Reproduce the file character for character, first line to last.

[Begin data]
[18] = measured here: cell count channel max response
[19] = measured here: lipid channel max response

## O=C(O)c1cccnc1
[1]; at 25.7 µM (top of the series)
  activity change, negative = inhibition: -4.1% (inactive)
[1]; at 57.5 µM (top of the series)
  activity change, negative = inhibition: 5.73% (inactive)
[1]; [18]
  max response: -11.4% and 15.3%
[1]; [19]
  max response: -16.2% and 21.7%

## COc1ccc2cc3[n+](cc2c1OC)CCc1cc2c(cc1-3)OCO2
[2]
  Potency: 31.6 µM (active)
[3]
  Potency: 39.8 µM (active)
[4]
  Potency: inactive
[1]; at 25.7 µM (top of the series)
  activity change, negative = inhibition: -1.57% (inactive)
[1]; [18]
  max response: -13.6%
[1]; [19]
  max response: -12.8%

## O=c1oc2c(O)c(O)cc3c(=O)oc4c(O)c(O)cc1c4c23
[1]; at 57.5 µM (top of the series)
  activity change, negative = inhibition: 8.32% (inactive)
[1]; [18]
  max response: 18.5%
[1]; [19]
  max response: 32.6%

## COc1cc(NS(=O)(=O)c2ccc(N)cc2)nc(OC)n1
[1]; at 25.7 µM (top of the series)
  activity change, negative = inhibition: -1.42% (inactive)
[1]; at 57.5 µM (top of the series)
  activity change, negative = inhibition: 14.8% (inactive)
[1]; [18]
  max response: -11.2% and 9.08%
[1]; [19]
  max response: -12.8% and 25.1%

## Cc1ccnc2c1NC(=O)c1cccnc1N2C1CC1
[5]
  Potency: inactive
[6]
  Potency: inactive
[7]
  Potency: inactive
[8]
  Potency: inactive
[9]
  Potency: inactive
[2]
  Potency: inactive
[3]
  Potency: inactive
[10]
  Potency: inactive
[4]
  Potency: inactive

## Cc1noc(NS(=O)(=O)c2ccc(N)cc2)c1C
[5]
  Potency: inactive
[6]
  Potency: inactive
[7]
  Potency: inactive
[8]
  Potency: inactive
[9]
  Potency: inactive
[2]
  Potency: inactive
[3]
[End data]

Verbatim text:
[18] = measured here: cell count channel max response
[19] = measured here: lipid channel max response

## O=C(O)c1cccnc1
[1]; at 25.7 µM (top of the series)
  activity change, negative = inhibition: -4.1% (inactive)
[1]; at 57.5 µM (top of the series)
  activity change, negative = inhibition: 5.73% (inactive)
[1]; [18]
  max response: -11.4% and 15.3%
[1]; [19]
  max response: -16.2% and 21.7%

## COc1ccc2cc3[n+](cc2c1OC)CCc1cc2c(cc1-3)OCO2
[2]
  Potency: 31.6 µM (active)
[3]
  Potency: 39.8 µM (active)
[4]
  Potency: inactive
[1]; at 25.7 µM (top of the series)
  activity change, negative = inhibition: -1.57% (inactive)
[1]; [18]
  max response: -13.6%
[1]; [19]
  max response: -12.8%

## O=c1oc2c(O)c(O)cc3c(=O)oc4c(O)c(O)cc1c4c23
[1]; at 57.5 µM (top of the series)
  activity change, negative = inhibition: 8.32% (inactive)
[1]; [18]
  max response: 18.5%
[1]; [19]
  max response: 32.6%

## COc1cc(NS(=O)(=O)c2ccc(N)cc2)nc(OC)n1
[1]; at 25.7 µM (top of the series)
  activity change, negative = inhibition: -1.42% (inactive)
[1]; at 57.5 µM (top of the series)
  activity change, negative = inhibition: 14.8% (inactive)
[1]; [18]
  max response: -11.2% and 9.08%
[1]; [19]
  max response: -12.8% and 25.1%

## Cc1ccnc2c1NC(=O)c1cccnc1N2C1CC1
[5]
  Potency: inactive
[6]
  Potency: inactive
[7]
  Potency: inactive
[8]
  Potency: inactive
[9]
  Potency: inactive
[2]
  Potency: inactive
[3]
  Potency: inactive
[10]
  Potency: inactive
[4]
  Potency: inactive

## Cc1noc(NS(=O)(=O)c2ccc(N)cc2)c1C
[5]
  Potency: inactive
[6]
  Potency: inactive
[7]
  Potency: inactive
[8]
  Potency: inactive
[9]
  Potency: inactive
[2]
  Potency: inactive
[3]